Dr. Sala is now working with National Geographic to create a platform for different non-governmental organizations (NGOs) and conservation organizations to discuss environmental innovations, while continuing his research. Many thanks to Enric Sala for helping us celebrate environments during Geography Awareness Week!
*In the days since publishing this post
we learned that Enric has newly been named a National Geographic
Fellow. Congratulations, Enric!
1) What inspired you to become a marine ecologist?
I was lucky that two things happened to me when I was a kid
2) Why is it important to study our oceans?
The oceans are essential to human life and well-being. They produce more than half of the oxygen that we breathe, regulate the climate, and provide us with food. We need to understand how to not damage the machine that supports us!
3) Please tell us a
little about your scientific findings, specifically from your study in the Line
Islands of the Pacific Ocean.
In 2005 and 2007 we conducted an expedition to Kingman Reef, in the Line Islands, Central Pacific. Kingman is a pristine coral reef, a time machine that transported us back hundreds of years ago. What we found surprised us, because we did not know that on a pristine, healthy coral atoll, top predators account for 85% of the fish biomass. This is similar to the Serengeti with five lions per wildebeest! It is the landscape of fear, where predators roam free and the prey are hiding. We also found that an intact food web is more resilient to the short term effects of global warming; that is, on a healthy reef, corals may bleach because of a warming event, but they can recover relatively quickly.
4) Please describe your theory of doing research. Why do you study the entire ecosystem, from algae to sharks, as opposed to one particular component like other scientists?
Ecosystems are composed of many thousands of species interacting together. We cannot understand how these ecosystems work without looking at as many of their components as possible. Imagine trying to understand how Picasso painting by looking at just one color at a time... Science needs both specialists and generalists, but fortunately, there is an increasing number of scientists studying ecosystems.
5) Your holistic approach to ecology includes humans as a vital part of the ecosystem. How do humans affect the ocean, and how are we affected by the ocean?
We are part of the ecosystem, although because we did not evolve as humans, I feel we are like an invasive species. The bottom line is that we take out of the ocean what we like, and throw in what we don't want. We need to learn how to live with ocean life in a way that does not jeopardize what the ocean does for us (oxygen, climate, food, medicines, etc.).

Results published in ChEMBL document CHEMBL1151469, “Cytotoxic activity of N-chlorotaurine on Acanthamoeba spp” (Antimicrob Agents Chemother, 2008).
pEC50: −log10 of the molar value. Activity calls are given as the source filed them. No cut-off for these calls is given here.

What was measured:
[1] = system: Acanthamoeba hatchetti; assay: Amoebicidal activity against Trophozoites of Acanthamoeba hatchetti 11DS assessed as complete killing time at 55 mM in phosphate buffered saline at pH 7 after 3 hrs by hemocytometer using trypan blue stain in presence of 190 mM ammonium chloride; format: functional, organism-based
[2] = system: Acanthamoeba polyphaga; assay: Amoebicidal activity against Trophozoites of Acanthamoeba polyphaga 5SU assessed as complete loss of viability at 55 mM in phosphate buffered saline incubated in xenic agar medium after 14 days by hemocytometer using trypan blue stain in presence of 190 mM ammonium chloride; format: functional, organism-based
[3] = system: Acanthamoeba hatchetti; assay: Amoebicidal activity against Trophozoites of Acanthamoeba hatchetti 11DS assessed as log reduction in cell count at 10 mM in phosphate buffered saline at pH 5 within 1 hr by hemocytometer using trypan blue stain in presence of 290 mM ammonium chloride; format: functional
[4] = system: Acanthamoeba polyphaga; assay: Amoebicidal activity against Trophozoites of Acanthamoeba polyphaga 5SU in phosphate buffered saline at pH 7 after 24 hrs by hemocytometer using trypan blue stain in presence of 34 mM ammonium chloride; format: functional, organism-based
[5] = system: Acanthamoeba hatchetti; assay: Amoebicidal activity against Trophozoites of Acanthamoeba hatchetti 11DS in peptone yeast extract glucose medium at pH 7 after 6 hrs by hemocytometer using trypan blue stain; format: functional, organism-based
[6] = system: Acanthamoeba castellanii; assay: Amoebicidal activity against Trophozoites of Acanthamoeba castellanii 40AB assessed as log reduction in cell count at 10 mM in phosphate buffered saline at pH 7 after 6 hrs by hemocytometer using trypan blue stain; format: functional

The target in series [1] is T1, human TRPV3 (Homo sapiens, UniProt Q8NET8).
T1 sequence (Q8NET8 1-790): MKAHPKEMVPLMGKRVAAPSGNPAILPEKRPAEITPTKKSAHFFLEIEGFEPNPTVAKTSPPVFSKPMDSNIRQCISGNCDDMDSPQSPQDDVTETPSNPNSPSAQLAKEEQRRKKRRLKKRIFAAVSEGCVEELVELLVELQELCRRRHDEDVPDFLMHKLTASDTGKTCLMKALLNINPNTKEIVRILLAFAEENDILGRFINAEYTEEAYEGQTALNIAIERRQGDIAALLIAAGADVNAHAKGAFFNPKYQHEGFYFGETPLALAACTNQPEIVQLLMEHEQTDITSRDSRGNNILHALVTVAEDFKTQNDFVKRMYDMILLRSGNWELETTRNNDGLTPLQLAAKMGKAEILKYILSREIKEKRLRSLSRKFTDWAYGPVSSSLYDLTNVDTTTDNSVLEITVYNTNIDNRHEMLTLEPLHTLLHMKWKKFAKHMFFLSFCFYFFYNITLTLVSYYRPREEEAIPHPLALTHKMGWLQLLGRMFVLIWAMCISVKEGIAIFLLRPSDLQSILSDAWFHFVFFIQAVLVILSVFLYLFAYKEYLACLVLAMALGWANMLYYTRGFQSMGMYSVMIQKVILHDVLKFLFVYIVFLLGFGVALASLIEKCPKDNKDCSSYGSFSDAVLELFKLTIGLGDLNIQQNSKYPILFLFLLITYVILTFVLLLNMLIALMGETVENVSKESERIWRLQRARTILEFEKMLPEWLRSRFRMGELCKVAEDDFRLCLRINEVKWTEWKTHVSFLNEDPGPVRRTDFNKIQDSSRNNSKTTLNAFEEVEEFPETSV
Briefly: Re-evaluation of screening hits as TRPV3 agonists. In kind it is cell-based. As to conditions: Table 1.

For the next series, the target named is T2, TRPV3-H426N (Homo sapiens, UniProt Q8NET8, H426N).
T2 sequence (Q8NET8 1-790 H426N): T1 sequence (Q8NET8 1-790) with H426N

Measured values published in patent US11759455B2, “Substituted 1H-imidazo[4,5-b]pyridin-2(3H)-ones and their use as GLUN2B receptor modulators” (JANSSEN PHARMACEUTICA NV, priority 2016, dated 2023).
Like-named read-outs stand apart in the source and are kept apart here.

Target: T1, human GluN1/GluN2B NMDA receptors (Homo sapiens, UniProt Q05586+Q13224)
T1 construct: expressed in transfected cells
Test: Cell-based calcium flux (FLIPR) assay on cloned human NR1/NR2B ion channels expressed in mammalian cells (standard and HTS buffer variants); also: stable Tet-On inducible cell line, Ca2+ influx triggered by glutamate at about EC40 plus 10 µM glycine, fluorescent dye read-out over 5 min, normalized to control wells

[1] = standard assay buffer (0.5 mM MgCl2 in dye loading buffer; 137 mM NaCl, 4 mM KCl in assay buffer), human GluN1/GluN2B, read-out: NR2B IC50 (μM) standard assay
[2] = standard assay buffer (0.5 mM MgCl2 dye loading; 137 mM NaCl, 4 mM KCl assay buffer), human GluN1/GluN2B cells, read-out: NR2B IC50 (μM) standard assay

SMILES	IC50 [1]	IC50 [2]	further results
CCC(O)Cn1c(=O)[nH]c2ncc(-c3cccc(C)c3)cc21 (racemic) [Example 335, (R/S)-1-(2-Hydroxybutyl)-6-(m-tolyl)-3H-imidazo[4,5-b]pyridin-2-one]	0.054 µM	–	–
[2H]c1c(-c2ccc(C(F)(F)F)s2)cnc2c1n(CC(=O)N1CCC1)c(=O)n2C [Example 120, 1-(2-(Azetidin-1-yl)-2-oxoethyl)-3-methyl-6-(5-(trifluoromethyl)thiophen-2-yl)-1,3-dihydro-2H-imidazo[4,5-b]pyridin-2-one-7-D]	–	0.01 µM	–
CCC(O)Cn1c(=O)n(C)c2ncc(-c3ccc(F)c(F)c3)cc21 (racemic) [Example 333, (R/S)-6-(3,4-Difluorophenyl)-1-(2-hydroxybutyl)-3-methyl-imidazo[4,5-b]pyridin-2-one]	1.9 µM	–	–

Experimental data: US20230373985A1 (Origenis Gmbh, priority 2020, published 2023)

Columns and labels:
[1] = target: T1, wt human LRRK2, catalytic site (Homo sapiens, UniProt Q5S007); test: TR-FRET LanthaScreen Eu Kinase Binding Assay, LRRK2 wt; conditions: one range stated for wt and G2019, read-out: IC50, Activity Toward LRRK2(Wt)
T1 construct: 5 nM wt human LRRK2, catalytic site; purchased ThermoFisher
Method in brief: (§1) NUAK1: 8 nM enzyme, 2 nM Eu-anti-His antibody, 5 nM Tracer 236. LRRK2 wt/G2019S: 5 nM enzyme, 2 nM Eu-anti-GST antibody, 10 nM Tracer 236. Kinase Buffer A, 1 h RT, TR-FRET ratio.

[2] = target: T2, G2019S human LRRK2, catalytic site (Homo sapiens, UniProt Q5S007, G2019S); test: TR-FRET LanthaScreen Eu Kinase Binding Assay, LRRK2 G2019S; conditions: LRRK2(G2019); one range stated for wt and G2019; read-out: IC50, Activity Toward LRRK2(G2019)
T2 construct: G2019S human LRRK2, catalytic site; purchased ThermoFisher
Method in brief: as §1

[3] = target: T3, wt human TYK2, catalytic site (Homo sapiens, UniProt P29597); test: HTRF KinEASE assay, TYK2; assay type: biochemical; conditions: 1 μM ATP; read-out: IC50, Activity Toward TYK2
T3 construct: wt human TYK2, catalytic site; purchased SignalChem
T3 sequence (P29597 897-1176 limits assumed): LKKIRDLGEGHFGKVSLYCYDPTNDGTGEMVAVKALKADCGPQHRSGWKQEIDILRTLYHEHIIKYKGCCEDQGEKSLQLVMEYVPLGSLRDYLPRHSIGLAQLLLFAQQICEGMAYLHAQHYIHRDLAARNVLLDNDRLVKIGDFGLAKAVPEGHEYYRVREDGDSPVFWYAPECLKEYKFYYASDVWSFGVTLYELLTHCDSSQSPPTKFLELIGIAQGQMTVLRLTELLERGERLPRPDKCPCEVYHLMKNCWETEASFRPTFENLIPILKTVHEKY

6) Physical geography is the study of how environmental phenomena (climate, environmental hazards, biodiversity distribution) change over space and time. Geographers already know the importance of space, however you employ an interesting view on the concept of time in relation to conservation. Please explain this.
The shifting baseline syndrome was firstly used by Daniel Pauly (1995) where each generation of fisheries scientists accepts as a baseline the stock size and species composition that occurred at the beginning of their carriers in order to evaluate changes. However, stock size and species composition vary from generation to generation because of overfishing. Hence, a gradual shift in baseline occurs. In other words, what we think is natural is what we saw when we were kids, or the first time we arrived to a place. Because of the continuous degradation of the environment, our baselines slide over time, and our expectations of what's natural are lowered.
7) What advice do you have for students looking to pursue a career in Marine Ecology and conservation?
The first thing I would tell them is to spend a lot of time at sea, on a boat, diving, snorkeling, on tidepools. Get to know the sea and love it. Get to know what the sea does for us and what we are doing to the sea. If you truly love the sea, you will not be able to sit idle and watch its degradation. Then, be prepared to study lots and to work in an almost obsessive way to fulfill your passion and help ocean life. There are many ways to do it: become a researcher, work for a conservation organization, be a local community organizer, write a book or design an ocean website, raise funds for a conservation. You'll figure out what's the best way for you to contribute. We need your help!